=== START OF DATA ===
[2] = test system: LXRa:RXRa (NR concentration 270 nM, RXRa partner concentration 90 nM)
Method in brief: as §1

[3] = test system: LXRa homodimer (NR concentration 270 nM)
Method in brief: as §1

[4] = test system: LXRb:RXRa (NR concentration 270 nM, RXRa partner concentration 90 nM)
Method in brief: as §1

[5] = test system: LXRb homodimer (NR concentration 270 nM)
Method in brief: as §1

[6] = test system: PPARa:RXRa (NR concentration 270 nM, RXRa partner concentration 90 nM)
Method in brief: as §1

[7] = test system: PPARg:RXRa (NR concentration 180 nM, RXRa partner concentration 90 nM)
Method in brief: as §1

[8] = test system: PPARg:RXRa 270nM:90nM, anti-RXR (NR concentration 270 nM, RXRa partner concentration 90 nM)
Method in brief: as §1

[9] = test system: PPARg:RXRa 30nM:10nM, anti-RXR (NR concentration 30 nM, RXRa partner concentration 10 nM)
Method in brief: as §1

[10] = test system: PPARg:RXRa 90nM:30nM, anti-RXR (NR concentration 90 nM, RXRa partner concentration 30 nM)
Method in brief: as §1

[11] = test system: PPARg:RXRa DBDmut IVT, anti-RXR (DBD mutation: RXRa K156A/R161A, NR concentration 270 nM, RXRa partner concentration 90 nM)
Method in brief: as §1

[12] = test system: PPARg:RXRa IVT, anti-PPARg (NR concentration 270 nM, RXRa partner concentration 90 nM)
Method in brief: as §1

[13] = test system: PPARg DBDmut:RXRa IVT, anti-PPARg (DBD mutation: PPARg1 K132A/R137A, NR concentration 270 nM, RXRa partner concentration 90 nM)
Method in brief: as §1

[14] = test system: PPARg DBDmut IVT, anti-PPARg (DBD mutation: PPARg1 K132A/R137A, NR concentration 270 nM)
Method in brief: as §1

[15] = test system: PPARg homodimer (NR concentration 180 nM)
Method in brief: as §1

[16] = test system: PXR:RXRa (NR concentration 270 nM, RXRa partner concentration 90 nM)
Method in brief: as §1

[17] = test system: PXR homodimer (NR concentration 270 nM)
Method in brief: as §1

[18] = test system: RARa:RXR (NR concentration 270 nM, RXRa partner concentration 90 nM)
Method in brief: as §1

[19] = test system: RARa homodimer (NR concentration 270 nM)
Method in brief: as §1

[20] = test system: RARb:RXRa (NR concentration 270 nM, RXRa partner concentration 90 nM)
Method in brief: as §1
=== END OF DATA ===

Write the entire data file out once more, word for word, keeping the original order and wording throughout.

[2] = test system: LXRa:RXRa (NR concentration 270 nM, RXRa partner concentration 90 nM)
Method in brief: as §1

[3] = test system: LXRa homodimer (NR concentration 270 nM)
Method in brief: as §1

[4] = test system: LXRb:RXRa (NR concentration 270 nM, RXRa partner concentration 90 nM)
Method in brief: as §1

[5] = test system: LXRb homodimer (NR concentration 270 nM)
Method in brief: as §1

[6] = test system: PPARa:RXRa (NR concentration 270 nM, RXRa partner concentration 90 nM)
Method in brief: as §1

[7] = test system: PPARg:RXRa (NR concentration 180 nM, RXRa partner concentration 90 nM)
Method in brief: as §1

[8] = test system: PPARg:RXRa 270nM:90nM, anti-RXR (NR concentration 270 nM, RXRa partner concentration 90 nM)
Method in brief: as §1

[9] = test system: PPARg:RXRa 30nM:10nM, anti-RXR (NR concentration 30 nM, RXRa partner concentration 10 nM)
Method in brief: as §1

[10] = test system: PPARg:RXRa 90nM:30nM, anti-RXR (NR concentration 90 nM, RXRa partner concentration 30 nM)
Method in brief: as §1

[11] = test system: PPARg:RXRa DBDmut IVT, anti-RXR (DBD mutation: RXRa K156A/R161A, NR concentration 270 nM, RXRa partner concentration 90 nM)
Method in brief: as §1

[12] = test system: PPARg:RXRa IVT, anti-PPARg (NR concentration 270 nM, RXRa partner concentration 90 nM)
Method in brief: as §1

[13] = test system: PPARg DBDmut:RXRa IVT, anti-PPARg (DBD mutation: PPARg1 K132A/R137A, NR concentration 270 nM, RXRa partner concentration 90 nM)
Method in brief: as §1

[14] = test system: PPARg DBDmut IVT, anti-PPARg (DBD mutation: PPARg1 K132A/R137A, NR concentration 270 nM)
Method in brief: as §1

[15] = test system: PPARg homodimer (NR concentration 180 nM)
Method in brief: as §1

[16] = test system: PXR:RXRa (NR concentration 270 nM, RXRa partner concentration 90 nM)
Method in brief: as §1

[17] = test system: PXR homodimer (NR concentration 270 nM)
Method in brief: as §1

[18] = test system: RARa:RXR (NR concentration 270 nM, RXRa partner concentration 90 nM)
Method in brief: as §1

[19] = test system: RARa homodimer (NR concentration 270 nM)
Method in brief: as §1

[20] = test system: RARb:RXRa (NR concentration 270 nM, RXRa partner concentration 90 nM)
Method in brief: as §1